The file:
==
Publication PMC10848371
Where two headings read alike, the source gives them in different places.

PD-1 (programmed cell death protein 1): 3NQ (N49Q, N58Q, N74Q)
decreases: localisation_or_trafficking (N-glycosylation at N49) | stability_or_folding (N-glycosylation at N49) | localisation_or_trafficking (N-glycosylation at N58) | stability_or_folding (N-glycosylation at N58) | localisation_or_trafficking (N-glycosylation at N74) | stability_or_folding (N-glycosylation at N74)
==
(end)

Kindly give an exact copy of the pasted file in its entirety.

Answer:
Publication PMC10848371
Where two headings read alike, the source gives them in different places.

PD-1 (programmed cell death protein 1): 3NQ (N49Q, N58Q, N74Q)
decreases: localisation_or_trafficking (N-glycosylation at N49) | stability_or_folding (N-glycosylation at N49) | localisation_or_trafficking (N-glycosylation at N58) | stability_or_folding (N-glycosylation at N58) | localisation_or_trafficking (N-glycosylation at N74) | stability_or_folding (N-glycosylation at N74)